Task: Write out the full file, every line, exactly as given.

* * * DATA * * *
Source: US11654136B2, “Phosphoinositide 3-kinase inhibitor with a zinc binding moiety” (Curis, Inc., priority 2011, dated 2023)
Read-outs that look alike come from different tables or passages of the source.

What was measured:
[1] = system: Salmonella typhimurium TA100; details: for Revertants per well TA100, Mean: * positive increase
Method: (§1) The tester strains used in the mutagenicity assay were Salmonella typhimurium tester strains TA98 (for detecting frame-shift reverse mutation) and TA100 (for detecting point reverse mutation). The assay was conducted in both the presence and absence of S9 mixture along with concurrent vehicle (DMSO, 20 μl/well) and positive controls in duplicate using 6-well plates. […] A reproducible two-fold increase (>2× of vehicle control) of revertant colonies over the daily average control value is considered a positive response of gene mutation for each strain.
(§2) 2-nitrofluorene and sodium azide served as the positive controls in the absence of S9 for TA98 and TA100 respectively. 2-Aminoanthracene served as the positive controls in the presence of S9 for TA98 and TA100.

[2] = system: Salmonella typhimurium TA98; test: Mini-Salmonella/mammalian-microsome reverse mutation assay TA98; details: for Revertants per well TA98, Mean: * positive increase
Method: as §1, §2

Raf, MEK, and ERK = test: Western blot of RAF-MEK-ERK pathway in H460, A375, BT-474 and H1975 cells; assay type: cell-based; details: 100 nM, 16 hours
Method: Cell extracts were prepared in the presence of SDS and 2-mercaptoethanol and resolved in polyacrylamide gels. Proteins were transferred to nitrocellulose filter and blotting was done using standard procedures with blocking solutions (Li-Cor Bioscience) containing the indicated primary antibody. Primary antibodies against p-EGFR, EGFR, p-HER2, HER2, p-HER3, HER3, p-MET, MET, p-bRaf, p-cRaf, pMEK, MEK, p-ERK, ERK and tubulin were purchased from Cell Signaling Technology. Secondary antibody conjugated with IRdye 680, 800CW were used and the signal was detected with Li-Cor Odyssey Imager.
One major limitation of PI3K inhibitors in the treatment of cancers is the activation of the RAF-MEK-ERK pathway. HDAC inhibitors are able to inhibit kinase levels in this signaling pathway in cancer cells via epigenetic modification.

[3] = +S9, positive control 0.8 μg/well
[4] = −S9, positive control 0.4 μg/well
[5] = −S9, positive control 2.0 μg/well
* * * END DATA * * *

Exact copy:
Source: US11654136B2, “Phosphoinositide 3-kinase inhibitor with a zinc binding moiety” (Curis, Inc., priority 2011, dated 2023)
Read-outs that look alike come from different tables or passages of the source.

What was measured:
[1] = system: Salmonella typhimurium TA100; details: for Revertants per well TA100, Mean: * positive increase
Method: (§1) The tester strains used in the mutagenicity assay were Salmonella typhimurium tester strains TA98 (for detecting frame-shift reverse mutation) and TA100 (for detecting point reverse mutation). The assay was conducted in both the presence and absence of S9 mixture along with concurrent vehicle (DMSO, 20 μl/well) and positive controls in duplicate using 6-well plates. […] A reproducible two-fold increase (>2× of vehicle control) of revertant colonies over the daily average control value is considered a positive response of gene mutation for each strain.
(§2) 2-nitrofluorene and sodium azide served as the positive controls in the absence of S9 for TA98 and TA100 respectively. 2-Aminoanthracene served as the positive controls in the presence of S9 for TA98 and TA100.

[2] = system: Salmonella typhimurium TA98; test: Mini-Salmonella/mammalian-microsome reverse mutation assay TA98; details: for Revertants per well TA98, Mean: * positive increase
Method: as §1, §2

Raf, MEK, and ERK = test: Western blot of RAF-MEK-ERK pathway in H460, A375, BT-474 and H1975 cells; assay type: cell-based; details: 100 nM, 16 hours
Method: Cell extracts were prepared in the presence of SDS and 2-mercaptoethanol and resolved in polyacrylamide gels. Proteins were transferred to nitrocellulose filter and blotting was done using standard procedures with blocking solutions (Li-Cor Bioscience) containing the indicated primary antibody. Primary antibodies against p-EGFR, EGFR, p-HER2, HER2, p-HER3, HER3, p-MET, MET, p-bRaf, p-cRaf, pMEK, MEK, p-ERK, ERK and tubulin were purchased from Cell Signaling Technology. Secondary antibody conjugated with IRdye 680, 800CW were used and the signal was detected with Li-Cor Odyssey Imager.
One major limitation of PI3K inhibitors in the treatment of cancers is the activation of the RAF-MEK-ERK pathway. HDAC inhibitors are able to inhibit kinase levels in this signaling pathway in cancer cells via epigenetic modification.

[3] = +S9, positive control 0.8 μg/well
[4] = −S9, positive control 0.4 μg/well
[5] = −S9, positive control 2.0 μg/well